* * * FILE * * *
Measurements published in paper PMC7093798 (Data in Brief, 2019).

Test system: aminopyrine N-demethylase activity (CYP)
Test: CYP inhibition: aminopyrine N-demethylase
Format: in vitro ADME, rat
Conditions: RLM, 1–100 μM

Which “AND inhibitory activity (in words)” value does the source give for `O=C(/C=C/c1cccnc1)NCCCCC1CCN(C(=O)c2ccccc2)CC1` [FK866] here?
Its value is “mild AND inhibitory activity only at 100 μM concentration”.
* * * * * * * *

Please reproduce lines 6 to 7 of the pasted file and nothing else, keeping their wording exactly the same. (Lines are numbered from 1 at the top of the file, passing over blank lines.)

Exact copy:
Which “AND inhibitory activity (in words)” value does the source give for `O=C(/C=C/c1cccnc1)NCCCCC1CCN(C(=O)c2ccccc2)CC1` [FK866] here?
Its value is “mild AND inhibitory activity only at 100 μM concentration”.